How to Emotionally Prepare For the Holidays

by Amy McCarthy

Most of us get really stressed out during the holidays. Sometimes, there’s a perfectly legitimate reason for holiday stress, like an empty bank account or a cross-country flight. Other times, though, we’re just stressed out and sad for no reason.

Whatever the cause, it’s true that depression and anxiety diagnoses increase during the holiday season. If you feel like you’re suffering from any of the signs of depression, like extreme fatigue or an overwhelming sense of hopelessness, you should see a medical professional for an evaluation.

For those with just run-of-the-mill Christmas blues, a little preparation goes a long way in staying sane. Try these four strategies before you break out the booze and self-soothe.

1. Be realistic.

It isn’t up to you to create some kind of magical holiday fantasy for everyone in your family. Don’t kill yourself trying to make a twelve-course gourmet dinner — Gordon Ramsay isn’t going to be there. You also don’t have to gift like a Kardashian — buy what fits into your budget (or make DIY gifts if you’re really tapped) and remember that "it’s the thought that counts.” If you try to extend yourself beyond what is reasonable, you’re going to end up resentful, sad, and probably broke.

2. Do happy, fun things

There are all kinds of events and activities going on during the holiday season that will lighten your mood. Go ice skating, take a drive through a ritzy neighborhood to look at lights, or go watch a tree lighting. Even the most cynical and bitter Scrooge can’t resist a little holiday magic. As a bonus, most of these events are cheap or free, so you won’t cut into your gift budget.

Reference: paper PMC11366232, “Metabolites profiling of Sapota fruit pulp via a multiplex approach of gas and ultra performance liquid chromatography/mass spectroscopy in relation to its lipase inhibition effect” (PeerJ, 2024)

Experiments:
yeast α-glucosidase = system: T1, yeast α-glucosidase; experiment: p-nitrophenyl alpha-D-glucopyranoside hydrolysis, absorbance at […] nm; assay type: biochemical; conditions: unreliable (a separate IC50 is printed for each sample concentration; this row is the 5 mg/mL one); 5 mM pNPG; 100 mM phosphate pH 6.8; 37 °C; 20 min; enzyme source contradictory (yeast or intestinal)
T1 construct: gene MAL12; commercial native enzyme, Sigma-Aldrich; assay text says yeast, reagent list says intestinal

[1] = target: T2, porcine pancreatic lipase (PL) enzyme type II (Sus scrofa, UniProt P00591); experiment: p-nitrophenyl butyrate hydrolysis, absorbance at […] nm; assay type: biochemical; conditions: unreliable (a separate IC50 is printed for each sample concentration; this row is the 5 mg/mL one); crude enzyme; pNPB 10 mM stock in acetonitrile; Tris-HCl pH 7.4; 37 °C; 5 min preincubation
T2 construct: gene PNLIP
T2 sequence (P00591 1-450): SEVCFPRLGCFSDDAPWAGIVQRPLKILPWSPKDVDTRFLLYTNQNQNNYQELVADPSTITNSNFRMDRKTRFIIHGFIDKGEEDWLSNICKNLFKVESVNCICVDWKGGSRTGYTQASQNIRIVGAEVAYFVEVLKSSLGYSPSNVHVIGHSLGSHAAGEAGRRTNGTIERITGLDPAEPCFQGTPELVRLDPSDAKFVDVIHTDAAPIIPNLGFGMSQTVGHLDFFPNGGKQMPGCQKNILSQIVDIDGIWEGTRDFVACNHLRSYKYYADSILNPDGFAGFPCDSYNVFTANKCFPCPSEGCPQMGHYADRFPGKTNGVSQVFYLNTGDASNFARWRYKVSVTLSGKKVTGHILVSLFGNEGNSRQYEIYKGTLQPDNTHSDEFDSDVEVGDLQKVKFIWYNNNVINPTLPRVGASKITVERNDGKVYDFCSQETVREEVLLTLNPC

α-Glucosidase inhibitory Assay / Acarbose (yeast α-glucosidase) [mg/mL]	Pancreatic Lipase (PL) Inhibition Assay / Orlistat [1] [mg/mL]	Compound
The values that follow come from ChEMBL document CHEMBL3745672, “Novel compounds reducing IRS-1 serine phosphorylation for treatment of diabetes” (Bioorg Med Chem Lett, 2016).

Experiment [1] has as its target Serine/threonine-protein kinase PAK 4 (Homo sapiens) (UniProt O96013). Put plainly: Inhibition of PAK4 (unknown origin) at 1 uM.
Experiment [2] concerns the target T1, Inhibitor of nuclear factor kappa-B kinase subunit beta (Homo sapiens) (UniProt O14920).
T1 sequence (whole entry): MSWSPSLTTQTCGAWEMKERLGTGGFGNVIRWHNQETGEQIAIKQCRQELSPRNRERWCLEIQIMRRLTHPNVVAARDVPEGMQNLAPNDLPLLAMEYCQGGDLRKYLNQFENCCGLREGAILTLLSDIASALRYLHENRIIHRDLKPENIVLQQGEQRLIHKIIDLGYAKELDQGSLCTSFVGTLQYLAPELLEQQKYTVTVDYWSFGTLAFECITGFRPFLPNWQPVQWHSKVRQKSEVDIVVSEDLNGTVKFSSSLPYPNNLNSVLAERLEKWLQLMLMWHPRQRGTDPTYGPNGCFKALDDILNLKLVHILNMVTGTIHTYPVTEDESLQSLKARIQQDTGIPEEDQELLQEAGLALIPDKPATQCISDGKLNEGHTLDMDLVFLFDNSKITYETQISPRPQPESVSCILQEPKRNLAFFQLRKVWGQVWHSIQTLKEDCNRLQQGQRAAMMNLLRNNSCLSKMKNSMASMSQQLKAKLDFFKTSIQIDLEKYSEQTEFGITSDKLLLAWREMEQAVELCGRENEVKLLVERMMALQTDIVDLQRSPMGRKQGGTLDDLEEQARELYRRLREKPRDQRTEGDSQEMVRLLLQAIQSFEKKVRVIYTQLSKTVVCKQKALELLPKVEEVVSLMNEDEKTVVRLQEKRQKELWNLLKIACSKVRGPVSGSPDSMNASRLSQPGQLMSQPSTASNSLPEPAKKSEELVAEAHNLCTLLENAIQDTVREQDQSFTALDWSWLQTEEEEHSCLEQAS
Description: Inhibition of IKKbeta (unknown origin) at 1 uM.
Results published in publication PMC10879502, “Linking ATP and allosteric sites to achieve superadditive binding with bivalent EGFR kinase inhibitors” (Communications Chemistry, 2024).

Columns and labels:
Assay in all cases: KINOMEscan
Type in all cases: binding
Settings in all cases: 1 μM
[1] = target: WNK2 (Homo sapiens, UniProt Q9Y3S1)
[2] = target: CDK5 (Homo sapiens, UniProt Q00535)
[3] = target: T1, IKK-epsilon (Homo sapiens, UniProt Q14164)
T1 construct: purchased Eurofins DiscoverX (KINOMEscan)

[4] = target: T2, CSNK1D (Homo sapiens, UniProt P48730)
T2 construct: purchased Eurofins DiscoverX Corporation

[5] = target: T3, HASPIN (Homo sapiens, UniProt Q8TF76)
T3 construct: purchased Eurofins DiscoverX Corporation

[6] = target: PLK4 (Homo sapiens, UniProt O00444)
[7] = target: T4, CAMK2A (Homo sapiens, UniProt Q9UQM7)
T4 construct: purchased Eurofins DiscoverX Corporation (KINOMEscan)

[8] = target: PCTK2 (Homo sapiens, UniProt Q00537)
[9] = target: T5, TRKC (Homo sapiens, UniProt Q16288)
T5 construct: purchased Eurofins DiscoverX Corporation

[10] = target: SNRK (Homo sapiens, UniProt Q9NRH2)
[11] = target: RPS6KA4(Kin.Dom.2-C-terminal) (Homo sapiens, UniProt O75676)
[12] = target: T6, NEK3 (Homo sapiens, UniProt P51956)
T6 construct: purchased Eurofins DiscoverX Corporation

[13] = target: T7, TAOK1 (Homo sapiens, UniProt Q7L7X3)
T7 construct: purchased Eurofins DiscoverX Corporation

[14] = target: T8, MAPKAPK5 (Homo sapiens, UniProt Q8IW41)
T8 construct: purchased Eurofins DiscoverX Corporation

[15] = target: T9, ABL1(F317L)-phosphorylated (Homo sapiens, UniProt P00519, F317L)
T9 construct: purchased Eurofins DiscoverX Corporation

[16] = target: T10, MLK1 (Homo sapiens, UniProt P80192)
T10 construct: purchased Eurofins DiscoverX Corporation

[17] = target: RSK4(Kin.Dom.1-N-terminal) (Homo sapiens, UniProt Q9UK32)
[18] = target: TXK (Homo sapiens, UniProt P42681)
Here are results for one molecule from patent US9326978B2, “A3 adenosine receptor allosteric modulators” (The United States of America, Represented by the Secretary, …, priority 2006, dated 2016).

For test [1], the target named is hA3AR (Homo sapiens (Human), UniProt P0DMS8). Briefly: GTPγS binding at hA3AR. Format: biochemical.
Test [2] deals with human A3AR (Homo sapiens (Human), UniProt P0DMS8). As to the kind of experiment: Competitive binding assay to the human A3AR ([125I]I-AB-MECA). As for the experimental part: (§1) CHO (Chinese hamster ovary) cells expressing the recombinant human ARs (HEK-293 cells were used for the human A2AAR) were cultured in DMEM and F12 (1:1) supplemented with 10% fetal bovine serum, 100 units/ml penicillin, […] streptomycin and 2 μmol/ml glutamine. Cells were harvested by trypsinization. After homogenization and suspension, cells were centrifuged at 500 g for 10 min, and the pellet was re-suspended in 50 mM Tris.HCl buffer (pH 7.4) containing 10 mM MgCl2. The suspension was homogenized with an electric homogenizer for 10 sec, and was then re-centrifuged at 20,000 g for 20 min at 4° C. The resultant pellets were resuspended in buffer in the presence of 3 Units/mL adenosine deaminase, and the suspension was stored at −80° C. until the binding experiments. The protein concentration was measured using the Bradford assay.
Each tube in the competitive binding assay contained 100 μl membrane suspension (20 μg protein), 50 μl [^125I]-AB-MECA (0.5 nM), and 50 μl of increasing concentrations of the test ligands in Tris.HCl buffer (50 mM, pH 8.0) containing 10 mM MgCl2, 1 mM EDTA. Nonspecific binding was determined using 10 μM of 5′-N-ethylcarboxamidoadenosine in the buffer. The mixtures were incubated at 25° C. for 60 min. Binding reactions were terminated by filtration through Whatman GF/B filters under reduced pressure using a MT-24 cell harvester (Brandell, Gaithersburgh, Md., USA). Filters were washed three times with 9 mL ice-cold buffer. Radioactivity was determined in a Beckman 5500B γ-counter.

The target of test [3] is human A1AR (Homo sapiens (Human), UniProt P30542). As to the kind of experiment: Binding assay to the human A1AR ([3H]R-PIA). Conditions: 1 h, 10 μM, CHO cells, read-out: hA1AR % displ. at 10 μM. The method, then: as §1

3. Do what’s best for you

Sometimes it’s actually easier to make the tough decision. If discord in your family is stressing you to the max, tell them that you’re staying home this year. You can also scale back your visit by heading to your parents or grandparents before the actual festivities begin. You don’t have to please everyone all of the time, especially if means doubling your Xanax dose.

4. Don’t be afraid to stand up for yourself.

Sitting at the table holding your tongue while your random aunt discusses your love life is probably what you’ve done for years, but it may not be best for your mental health. You don’t have to be rude, but you can firmly (yet politely) tell people to shove it when they’re getting a little too personal or too judgey. The next time someone sets your teeth on edge, simply say “I would rather not talk about my (love life, weight, political views) at the dinner table. Can we change the subject?” If they won’t, excuse yourself to the kids table.

Now that we’re not children anymore, the holiday season has lost a little of its magic. That doesn’t mean, though, that you have to suffer until New Year’s.